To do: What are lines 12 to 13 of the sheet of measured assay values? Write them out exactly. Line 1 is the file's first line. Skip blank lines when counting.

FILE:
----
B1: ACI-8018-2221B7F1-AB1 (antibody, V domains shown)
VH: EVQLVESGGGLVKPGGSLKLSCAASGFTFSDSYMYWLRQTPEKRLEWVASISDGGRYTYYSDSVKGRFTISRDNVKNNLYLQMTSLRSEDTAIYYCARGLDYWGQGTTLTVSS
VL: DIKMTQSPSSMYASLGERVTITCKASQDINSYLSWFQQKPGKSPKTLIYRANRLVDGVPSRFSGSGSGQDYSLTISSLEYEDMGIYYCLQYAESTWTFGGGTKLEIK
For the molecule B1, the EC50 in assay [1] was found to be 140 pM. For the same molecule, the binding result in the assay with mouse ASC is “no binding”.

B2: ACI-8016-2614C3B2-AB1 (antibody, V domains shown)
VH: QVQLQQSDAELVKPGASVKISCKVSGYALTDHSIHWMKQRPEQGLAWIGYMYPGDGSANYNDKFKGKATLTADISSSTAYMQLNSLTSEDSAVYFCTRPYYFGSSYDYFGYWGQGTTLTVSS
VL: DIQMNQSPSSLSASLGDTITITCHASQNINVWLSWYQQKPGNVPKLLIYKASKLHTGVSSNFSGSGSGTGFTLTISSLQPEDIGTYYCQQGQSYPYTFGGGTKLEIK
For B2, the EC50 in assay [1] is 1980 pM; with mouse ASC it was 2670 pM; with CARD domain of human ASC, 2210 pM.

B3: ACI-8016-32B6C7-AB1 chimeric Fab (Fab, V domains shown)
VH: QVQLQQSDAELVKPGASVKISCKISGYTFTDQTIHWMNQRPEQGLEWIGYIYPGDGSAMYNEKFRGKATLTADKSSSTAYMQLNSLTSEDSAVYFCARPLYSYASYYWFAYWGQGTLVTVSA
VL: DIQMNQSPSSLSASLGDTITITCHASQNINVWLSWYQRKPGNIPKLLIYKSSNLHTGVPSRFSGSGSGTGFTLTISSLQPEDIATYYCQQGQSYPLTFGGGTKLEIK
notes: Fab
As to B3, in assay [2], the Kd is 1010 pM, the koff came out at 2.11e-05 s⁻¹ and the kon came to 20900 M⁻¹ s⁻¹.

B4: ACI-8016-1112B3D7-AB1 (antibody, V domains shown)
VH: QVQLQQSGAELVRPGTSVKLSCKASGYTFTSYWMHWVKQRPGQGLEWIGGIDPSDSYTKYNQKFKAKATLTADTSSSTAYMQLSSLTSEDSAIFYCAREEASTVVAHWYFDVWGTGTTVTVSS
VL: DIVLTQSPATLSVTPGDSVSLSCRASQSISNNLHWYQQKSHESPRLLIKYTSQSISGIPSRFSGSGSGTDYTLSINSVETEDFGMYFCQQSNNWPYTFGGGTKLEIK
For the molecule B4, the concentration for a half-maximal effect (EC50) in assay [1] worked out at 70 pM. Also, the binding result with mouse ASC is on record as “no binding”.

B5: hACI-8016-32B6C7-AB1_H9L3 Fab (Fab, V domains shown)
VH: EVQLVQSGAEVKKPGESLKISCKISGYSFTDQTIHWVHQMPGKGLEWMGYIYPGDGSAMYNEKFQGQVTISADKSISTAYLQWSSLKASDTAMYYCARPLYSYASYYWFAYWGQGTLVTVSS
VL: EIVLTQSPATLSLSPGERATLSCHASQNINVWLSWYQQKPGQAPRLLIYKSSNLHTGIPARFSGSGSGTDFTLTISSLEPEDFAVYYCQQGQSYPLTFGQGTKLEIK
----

notes: Fab
As to B3, in assay [2], the Kd is 1010 pM, the koff came out at 2.11e-05 s⁻¹ and the kon came to 20900 M⁻¹ s⁻¹.